Mongolian Heavy Metal & Globalization

Like any cultural interaction, globalization isn't painless.

5 months ago

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The cheap price of its commodities are the heavy artillery with which it batters down all Chinese walls, with which it forces the barbarians’ intensely obstinate hatred of foreigners to capitulate. It compels all nations, on pain of extinction, to adopt the bourgeois mode of production; it compels them to introduce what it calls civilisation into their midst, i.e., to become bourgeois themselves. The Communist Manifesto (1848)

Karl Marx astutely recognized the powerful heavy artillery-like force of capital and the capitalist mode of production, and he predicted, somewhat, the era of globalization we are now familiar with. What Marx didn’t recognize, and failed to articulate in his philosophical, political, and economic writers, was the enticing nature of capitalism, both in good times and bad. Moreover, he never foresaw the Leninist bastardization of Marxist thought that would come with Lenin in Russia and would be adopted throughout the developing world by Leninist parties like the Chinese Communist Party. He would never see the poverty of the so-called socialist/communist world. He would never know the brutal crackdowns, the gulags, the massive famines, and he would never see the brutal corruption that created a stench of decay in the Soviet Union and other socialist/communist nation-states and power blocs.

The winds of change, particularly in the communist/socialist world, came in the mid- to late-70s, with a contraction of the Soviet Union’s efforts on the African continent and the U.S.S.R.’s brutal war in Afghanistan. China would see the death of Mao and the arrest and trial of the Gang of Four. Deng Xiaoping, a conundrum in communist China, declared, “It doesn’t matter whether a cat is black or white, as long as it catches mice.” The late-80s and early-90s brought serious questions concerning the communist/socialist order. Cracks began appearing, and the façade was beginning to crumble under its own weight.

The era of the hypermobile global economy was the byproduct of rather fringe economists, who would be propped up by conservative politicians across the globe, particularly in the United States. After the 1970s stagnation and energy crises, the United States managed to oversee one of the largest transfers of wealth in history, with billions of petrodollars sitting in American banks. Milton Friedman, the Chicago School, Friedrich Hayek, and trickle-down economics were etched into the collective imagination. The hypermobile economy espoused the free market, open borders, unregulated trade, and transfers of wealth once unimaginable in the postwar (i.e., post-World War II) era.

Heavy metal is, originally, seen as a sort of American or at least a Western invention. However, as the global economy spread its tendrils across the planet, so did the cultural artifacts of the Western world. Rap, hip-hop, rock, and even metal began to saturate those societies once closed off to Western or American influences. Like any form of cultural intercourse, there was give and take. The seeds of hip-hop, rap, techno, rock, and metal formed into new varieties, sharing lineage with Western varieties but also a unique blend of indigenous sounds, languages, instruments, and concerns.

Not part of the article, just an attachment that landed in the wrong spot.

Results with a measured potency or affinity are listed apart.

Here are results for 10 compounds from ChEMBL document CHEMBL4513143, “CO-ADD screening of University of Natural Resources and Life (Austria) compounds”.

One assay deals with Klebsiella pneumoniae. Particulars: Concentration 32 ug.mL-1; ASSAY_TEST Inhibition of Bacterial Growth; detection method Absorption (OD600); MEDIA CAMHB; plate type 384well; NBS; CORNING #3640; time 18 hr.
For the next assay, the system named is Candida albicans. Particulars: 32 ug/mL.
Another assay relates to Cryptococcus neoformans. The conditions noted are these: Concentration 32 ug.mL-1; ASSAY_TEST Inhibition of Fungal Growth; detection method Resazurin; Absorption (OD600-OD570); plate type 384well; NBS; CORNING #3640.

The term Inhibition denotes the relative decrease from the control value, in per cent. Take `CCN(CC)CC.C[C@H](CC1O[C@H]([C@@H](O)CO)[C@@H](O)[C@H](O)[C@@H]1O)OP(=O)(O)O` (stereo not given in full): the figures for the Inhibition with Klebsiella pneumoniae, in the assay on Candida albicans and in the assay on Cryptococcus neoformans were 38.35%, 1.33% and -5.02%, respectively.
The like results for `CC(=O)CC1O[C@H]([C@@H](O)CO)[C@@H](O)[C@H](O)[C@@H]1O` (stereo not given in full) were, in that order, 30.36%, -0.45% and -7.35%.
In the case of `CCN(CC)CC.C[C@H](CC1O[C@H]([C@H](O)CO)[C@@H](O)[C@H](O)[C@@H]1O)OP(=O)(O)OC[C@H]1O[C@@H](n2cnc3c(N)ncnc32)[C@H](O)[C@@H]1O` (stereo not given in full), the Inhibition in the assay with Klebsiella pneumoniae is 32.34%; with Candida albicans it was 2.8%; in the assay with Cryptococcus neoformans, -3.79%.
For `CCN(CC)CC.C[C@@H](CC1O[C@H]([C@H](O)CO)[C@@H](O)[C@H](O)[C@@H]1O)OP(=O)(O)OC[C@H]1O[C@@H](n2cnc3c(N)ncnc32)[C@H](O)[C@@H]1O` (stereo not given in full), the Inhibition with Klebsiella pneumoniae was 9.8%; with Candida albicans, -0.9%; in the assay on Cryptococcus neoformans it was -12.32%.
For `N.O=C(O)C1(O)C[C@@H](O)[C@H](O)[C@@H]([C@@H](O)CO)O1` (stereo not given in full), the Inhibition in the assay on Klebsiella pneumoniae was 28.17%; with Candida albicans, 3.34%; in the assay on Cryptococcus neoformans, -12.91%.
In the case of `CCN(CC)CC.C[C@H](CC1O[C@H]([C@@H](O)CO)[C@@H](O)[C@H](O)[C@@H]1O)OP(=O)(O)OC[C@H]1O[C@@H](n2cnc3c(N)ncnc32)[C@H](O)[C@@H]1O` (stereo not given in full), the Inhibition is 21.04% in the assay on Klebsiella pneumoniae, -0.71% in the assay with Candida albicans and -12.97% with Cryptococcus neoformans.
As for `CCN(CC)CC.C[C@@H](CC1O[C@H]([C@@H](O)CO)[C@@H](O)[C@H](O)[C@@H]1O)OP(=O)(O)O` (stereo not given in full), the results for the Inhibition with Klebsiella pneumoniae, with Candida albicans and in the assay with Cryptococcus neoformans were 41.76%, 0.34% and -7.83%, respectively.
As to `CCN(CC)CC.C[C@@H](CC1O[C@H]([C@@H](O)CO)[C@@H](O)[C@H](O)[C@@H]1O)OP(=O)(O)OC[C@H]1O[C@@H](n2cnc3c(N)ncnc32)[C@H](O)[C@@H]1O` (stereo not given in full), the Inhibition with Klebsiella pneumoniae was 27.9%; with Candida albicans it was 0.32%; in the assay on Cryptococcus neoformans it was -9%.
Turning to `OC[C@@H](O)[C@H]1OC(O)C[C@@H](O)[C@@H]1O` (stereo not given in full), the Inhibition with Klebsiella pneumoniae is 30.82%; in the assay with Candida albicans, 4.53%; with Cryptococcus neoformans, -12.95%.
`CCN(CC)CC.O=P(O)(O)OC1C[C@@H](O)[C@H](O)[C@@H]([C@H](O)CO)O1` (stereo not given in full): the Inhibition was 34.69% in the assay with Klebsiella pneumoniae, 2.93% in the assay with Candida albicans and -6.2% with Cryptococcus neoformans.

One of my first forays into non-Western metal came with a group named the Hu, a Mongolian metal/folk band, who were a huge hit on YouTube, just before releasing their album, The Gereg. (For those looking to get a taste of this band’s work, I have included a video of their song “The Great Chinggis Khan.”) The Hu were a quick realization of Marx’s observations concerning the power of capital and the capitalist mode of production. Mongolia, a little-known place in the world, aside from Chinggis Kahn and his Mongolian armies, too has succumbed to the power of capital in the twenty-first-century. Although wealth and comfort are now staples of some who live in Mongolia, the new Mongolia is a product of the times. Mining in Mongolia has brought unparalleled prosperity, growth, and development. It has brought Western ideas and culture to Mongolia, which, in turn, has influenced the creation of a rather unique brand of Mongolian metal.

As a student of history and political science, I find this fascinating. However, I cannot imagine what has been lost for the Mongolian people. What has history given them? What has been forever lost? What contradictions exist in this society that is both old and respected and reformed by the changes of the last thirty or so years?

What Marx got right is a bit harder to nail down here. Marx, in his ever-nuanced way, showed the power of capital, yes, but he also managed to explain that the spread of capital and the capitalist mode of production is not necessarily a peaceful or painless process. The contradictions and the nostalgia explored in the Hu’s lyrics are indicators that globalization and the hypermobile global economy aren’t as painless and benign as many of us have been led to believe.

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G. Michael Rapp

Published 5 months ago


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